Murther & Walking Spirits by Robertson Davies

“And did she love you?”

“As much, I suppose, as that terrible home and those awful parents made possible. I realize I was very green when I married. Things were very different then. We were both vir­gins. Do you know that in all that long marriage I never saw her naked? Never knew at the end how horribly her left breast had decayed? When the doctor told me, I was as much in the dark as any stranger. Of course that was the way her parents had lived. Her mother — an old tartar. Tongue like a two-edged sword. I hope you had a good look at Nuala’s parents before you married her.”

“Very nice, jolly people. Father a lawyer in Cork.”

“And Catholics?”


“Well, there it is. Now you know.”

“Really, Dad — about her age — I don’t see that it was all that big a thing.”

“It was a failure of truth and loyalty.”

“Oh, come on!”

“Christ forgave the adulteress, but I don’t recall that he ever forgave a liar. And there was the other thing, of course.”

“What other thing?”

“This thing. Wales. When it became possible for me to come back here every summer she set her face against it. It was a land where she could not follow. She didn’t even try.”

“Her family were Loyalists. Canada was their country.”

“She wouldn’t understand that this is my country. That was a loyalty she wouldn’t permit, but she couldn’t stop it, so it was the irresistible force and the immovable object. . . . Result, deadlock.”

“I didn’t see it that way. It seemed to me it was Pull-Devil-Pull-Baker, and you both were fighting for my adher­ence to your particular loyalty. Have you any idea how difficult that was for a child, and even more difficult when I was growing up?”

“For a while, we thought your only loyalty was to Julia.”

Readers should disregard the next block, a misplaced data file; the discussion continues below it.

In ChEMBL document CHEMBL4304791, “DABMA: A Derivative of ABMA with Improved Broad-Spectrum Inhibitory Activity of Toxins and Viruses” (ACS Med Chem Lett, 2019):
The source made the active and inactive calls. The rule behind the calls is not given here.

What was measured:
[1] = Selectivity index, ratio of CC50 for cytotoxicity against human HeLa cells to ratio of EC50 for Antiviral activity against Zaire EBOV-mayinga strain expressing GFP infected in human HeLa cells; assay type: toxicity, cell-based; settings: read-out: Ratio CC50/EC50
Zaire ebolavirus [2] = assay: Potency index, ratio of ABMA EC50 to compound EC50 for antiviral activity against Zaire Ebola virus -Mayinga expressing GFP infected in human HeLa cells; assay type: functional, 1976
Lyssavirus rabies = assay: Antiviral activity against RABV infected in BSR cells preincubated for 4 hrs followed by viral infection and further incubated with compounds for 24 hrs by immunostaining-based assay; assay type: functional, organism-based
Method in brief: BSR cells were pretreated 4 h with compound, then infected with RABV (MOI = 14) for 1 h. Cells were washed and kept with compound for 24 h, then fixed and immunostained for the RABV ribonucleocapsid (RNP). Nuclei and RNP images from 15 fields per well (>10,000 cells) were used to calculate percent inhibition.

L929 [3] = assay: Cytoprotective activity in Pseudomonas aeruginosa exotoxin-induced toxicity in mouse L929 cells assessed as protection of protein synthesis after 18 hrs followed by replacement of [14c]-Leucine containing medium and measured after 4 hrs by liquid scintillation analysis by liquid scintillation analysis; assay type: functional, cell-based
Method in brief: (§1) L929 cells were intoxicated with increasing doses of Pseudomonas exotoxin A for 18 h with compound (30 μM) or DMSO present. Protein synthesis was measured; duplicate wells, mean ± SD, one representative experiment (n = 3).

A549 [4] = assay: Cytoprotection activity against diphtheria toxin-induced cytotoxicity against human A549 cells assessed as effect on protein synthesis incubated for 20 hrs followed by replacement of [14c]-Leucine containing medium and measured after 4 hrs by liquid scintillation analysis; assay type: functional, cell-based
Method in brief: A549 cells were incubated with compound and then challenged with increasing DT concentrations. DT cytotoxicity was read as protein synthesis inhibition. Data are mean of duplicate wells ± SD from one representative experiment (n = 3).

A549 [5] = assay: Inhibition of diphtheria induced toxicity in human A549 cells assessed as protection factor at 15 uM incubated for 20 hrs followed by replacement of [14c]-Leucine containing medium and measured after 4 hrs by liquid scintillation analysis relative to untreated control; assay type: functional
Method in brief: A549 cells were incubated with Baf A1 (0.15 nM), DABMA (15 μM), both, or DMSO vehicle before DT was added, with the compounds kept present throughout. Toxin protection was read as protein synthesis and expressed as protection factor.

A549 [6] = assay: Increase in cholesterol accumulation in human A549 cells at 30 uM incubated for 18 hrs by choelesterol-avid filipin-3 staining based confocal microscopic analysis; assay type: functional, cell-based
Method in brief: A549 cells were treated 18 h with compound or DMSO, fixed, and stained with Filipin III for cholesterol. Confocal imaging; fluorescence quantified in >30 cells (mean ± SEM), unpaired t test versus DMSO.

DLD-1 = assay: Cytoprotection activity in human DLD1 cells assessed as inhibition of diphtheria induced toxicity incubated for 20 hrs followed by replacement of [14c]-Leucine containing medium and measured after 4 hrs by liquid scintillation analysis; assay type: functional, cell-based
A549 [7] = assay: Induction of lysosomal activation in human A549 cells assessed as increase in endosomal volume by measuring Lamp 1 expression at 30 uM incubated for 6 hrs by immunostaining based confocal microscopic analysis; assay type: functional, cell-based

“Perhaps it was. But if so it was an escape from the tensions at home.”

“Tensions. What tensions?”

“That house was a warring camp. A psychological bat­tlefield where not a shot was fired, but hostile feeling and determined opposition spread like poison gas.”

“You’re exaggerating! Who’s the rhetorician now?”

“I am. And for good reasons. Only exaggeration can give any idea of the day-to-day, year-in year-out quality of the feeling in that house. Mother was determined to win me for Canada. You were always dangling the romance and beauty of Wales before my eyes. When you offered to send me to Oxford, Mother knew exactly what you were at. And she played the invalid, and insisted that I go to Harvard, so that I could dash home if she thought she was dying. You know what I mean — she had more near-deaths and recoveries than Harry Lauder had farewell tours. Harvard wasn’t Canada, but at least it was New World, and she was New World to the soles of her feet.”

“All right. As we seem to be getting down to cases, tell me, and tell me true. Which side have you come down on? Are you New World or Old?”

“Sounds like a novel by Henry James.”

“Never read him.”

“Don’t. But that was his question and he plumped for the Old.”

“And you’ve plumped for –?”

“Both. Or neither. I suppose my real world is the schol­ar’s world. What we used to call in my Waverley days Eng-Lang-and-Lit. Not a bad world. That’s my homeland.”

“A bit dry-as-dust, isn’t it? All in books, I mean.”

“A little dryness doesn’t hurt. Mother used to talk to me, when I was a child, on Dominion Day as a usual thing, about loving Canada. But I couldn’t love Canada, though I did my dutiful best until I was about fourteen. You don’t love Canada; you are part of Canada, and that’s that. Mother talked about loving Canada as if it were a woman. A mother, I suppose. She wasn’t strong for my loving a woman as a mate. Never. Other countries may be like women. France makes a great thing of Marianne, or what­ever she’s called, and the English still sing sometimes about that big helmeted bruiser Britannia. But Canada isn’t like a woman; it’s like a family — various, often unsympathetic, sometimes detestable, frequently dumb as hell — but ines­capable because you are part of it and can’t ever, really, get away. You know the saying: My country, right or wrong — my mother, drunk or sober.”

“I see. Well, you’ll never be able to live here, that’s one certain thing.”


“When I’m gone, you’ll sell it up, I suppose. If your mother sees, down through the Gates of Pearl, she’ll dance a jig for the granny’s pig, as she used to say.”